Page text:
Ear Training Exercises For Strings And Why They Are Important
Ear training is often one of the most dreaded parts of the music education. Beginner string musicians typically focus on the basics, such as trying to ensure correct pitch and timing in their execution. Yet, ear training provides the foundation for connecting music theory with the sounds heard. In fact, it’s one of the first classes music students take in college. So, knowing why ear training is important and how to do a few exercises on your own can not only help you later in your music education, it can help you become a better musician right now.
Why is Ear Training Important for Musicians?
Being able to detect pitch by ear is an important skill for all musicians. It provides musicians of any level the ability to not only tune their string instrument without additional tools, but it also promotes a number of musical abilities, including:
- Music dictation and composition
- Stronger improvisation skills
- Identifying pitch while playing for improved musicality
- Performing better with other musicians
- Improve rhythmic skills
Like sight-reading, ear training is a fundamental ability to have if you want to become a professional musician. Because it helps connect musical elements like pitch, scales, chords and progressions and intervals in your mind, you’re able to decipher what is happening when you hear music. So, instead of waiting for a college course to introduce these concepts, you can get started by practicing a few of the following techniques.
Ear Training Exercises
Because you need to be familiar with music theory or have a lot of hours of practice under your belt, ear training can be a little frustrating for beginner students. There are four main areas addressed in traditional ear-training exercises: melody, chords, intervals (how many steps between notes), and rhythm.
You should also understand that subtle variations in pitch aren’t always wrong. Similar to the difference various instrument have in timbre, you can use pitch to establish wonderful depth in your performance. Remember that ear training takes time. You’ll need to devote at least five minutes during each practice session to training.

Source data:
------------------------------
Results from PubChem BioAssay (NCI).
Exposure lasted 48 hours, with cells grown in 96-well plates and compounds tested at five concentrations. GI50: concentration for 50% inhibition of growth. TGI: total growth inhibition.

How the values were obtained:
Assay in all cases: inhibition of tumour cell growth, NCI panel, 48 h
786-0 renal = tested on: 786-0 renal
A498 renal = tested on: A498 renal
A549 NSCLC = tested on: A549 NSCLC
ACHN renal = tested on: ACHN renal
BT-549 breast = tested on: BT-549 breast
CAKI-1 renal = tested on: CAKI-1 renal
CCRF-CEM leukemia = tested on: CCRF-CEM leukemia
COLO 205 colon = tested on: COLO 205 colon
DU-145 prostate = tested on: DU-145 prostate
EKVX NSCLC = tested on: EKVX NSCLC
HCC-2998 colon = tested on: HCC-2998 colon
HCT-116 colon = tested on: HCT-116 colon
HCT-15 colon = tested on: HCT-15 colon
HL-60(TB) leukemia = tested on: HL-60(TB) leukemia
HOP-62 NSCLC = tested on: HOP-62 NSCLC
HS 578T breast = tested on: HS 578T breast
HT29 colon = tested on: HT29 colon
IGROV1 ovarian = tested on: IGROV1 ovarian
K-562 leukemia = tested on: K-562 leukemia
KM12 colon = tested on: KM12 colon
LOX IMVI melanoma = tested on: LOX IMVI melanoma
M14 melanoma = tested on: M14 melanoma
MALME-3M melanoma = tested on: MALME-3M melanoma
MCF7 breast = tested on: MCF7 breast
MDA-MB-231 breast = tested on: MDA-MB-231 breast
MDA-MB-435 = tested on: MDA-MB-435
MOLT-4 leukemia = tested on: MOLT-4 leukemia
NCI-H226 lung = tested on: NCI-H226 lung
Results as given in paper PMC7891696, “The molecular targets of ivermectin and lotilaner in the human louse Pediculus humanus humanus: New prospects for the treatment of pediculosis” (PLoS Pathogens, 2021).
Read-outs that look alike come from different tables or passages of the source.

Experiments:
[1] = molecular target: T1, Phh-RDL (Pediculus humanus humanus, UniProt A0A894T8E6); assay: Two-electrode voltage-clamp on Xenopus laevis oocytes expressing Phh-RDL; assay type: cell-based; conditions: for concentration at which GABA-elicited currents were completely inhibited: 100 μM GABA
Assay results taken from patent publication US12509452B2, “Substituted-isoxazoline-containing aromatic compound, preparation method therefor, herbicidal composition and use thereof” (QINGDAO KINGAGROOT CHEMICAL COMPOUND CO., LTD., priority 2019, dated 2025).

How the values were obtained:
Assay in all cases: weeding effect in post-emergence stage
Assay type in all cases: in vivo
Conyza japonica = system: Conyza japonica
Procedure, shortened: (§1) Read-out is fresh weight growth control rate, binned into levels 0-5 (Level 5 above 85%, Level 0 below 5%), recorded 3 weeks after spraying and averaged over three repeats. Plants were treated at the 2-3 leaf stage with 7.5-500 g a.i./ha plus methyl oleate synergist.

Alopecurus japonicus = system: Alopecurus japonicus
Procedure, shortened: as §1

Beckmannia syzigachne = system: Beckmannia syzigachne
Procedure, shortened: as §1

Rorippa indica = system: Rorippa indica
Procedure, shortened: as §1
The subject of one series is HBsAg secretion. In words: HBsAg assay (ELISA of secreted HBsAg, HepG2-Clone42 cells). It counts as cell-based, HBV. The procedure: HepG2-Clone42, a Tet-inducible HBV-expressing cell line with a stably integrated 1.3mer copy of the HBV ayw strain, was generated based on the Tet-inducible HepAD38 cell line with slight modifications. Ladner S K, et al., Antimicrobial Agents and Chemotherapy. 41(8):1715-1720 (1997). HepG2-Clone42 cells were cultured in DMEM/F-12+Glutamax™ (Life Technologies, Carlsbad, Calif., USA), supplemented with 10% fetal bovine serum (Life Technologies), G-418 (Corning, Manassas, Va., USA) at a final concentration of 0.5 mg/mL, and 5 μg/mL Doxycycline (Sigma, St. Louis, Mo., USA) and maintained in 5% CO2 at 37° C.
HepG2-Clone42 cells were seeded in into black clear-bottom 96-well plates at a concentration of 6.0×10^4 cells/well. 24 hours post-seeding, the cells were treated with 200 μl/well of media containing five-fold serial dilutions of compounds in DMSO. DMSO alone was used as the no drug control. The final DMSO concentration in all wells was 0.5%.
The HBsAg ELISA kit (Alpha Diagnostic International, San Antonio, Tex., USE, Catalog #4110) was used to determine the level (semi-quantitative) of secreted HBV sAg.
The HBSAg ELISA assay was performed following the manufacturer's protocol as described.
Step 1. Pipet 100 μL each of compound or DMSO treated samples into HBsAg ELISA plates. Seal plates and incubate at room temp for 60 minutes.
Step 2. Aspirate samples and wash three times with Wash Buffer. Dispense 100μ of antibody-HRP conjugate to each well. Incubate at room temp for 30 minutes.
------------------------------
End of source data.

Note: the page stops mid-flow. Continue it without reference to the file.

Building your pitch sensitivity
One of the easiest ways to learn distinctions between pitch and enhance your aural skills is by matching your voice to the pitch. A digital tuner that will produce the note is a great tool for this exercise. Start with A (a good place for beginners). Have the tuner play the note. Now try to hear the note in your head. Finally, sing the note and see where your voice registers on the tuner. Were you too high or too low? Being able to reproduce and recognize pitch is one of the first steps for building your aural skill.
Unlike solfege, which is the traditional method used to teach ear training utilizing syllables, when you sing the names of the notes, it can be easier for many students to make the mental connection. It doesn’t matter if you don’t have a nice singing voice, the thing to concentrate on is mimicking the pitch.
To expose yourself to chord recognition, start with basic major and minor triads. Here’s where a training program can help. Choose one of the free online lessons to enhance ear training. These tools offer basic interactive exercises that help you better identify the more advanced aspects of ear training such as chords and rhythm. The following sites can help:
- Music Theory—This site offers free interactive ear training exercises that cover note recognition, chords, intervals, and scales.
- Music U—Offers a number of downloadable tracks that you can use to recognize notes, intervals, and chords, including perfect fourths and fifths.
- Ear Teach Musical Ear Training—You can download this free Windows Application to go through a series of ear training exercises online.
- Ear Training Online—Offers a number of different free programs that you can download for free, including GNU Solfege, for both beginners and advanced musicians.
Once you’re able to reproduce a pitch with your voice and can recognize chords and intervals by ear, you need to incorporate composition. Music dictation helps solidify all of the concepts you’re learning, and Noteflight is a great tool to use for this. Use your MP3 downloads. Working measure by measure, transcribe your music exercises onto Noteflight. It allows you to create compositions from scratch so you can easily write time, clef, and key signatures in addition to melodies and harmonies.
Ear training exercises like these can give you a head start on your music education. Because aural skills combine all the elements of music structure and theory, with diligent practice you’ll develop increased musical and performance ability.